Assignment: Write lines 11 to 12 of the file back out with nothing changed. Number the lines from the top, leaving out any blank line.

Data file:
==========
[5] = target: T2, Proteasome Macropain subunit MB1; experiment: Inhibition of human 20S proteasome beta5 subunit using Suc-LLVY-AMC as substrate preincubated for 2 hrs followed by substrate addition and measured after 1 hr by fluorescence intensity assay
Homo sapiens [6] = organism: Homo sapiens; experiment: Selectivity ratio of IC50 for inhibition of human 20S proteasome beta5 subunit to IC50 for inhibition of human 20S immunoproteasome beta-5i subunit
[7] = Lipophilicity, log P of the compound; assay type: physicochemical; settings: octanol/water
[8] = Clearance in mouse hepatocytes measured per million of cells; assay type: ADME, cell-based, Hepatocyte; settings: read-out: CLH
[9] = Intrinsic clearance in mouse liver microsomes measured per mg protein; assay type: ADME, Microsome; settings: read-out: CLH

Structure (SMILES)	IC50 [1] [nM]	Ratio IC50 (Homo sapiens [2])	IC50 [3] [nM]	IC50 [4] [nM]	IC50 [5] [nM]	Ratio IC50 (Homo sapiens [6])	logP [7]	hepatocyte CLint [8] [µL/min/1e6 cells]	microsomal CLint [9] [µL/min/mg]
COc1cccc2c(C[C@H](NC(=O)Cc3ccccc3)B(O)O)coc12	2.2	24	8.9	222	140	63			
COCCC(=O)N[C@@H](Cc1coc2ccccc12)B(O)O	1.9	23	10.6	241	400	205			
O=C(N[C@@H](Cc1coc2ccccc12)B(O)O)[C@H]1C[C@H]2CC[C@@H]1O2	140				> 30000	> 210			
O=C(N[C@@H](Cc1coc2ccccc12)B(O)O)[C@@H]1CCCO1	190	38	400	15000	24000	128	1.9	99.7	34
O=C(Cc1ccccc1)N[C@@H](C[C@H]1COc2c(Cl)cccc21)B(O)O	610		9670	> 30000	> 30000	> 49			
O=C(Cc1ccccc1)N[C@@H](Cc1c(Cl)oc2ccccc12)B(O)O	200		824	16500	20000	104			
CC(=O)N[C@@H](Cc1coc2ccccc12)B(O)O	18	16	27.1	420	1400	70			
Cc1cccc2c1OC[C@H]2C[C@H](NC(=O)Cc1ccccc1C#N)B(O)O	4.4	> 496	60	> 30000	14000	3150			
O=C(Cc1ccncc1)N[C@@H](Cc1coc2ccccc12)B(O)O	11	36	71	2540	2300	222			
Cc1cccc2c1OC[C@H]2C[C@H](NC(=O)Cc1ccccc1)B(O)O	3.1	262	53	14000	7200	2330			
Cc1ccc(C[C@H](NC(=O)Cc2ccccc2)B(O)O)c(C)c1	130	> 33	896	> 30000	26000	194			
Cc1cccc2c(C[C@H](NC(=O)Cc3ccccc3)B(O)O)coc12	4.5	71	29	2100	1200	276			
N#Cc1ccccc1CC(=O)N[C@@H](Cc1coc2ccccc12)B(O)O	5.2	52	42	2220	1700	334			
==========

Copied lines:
O=C(Cc1ccccc1)N[C@@H](C[C@H]1COc2c(Cl)cccc21)B(O)O	610		9670	> 30000	> 30000	> 49			
O=C(Cc1ccccc1)N[C@@H](Cc1c(Cl)oc2ccccc12)B(O)O	200		824	16500	20000	104			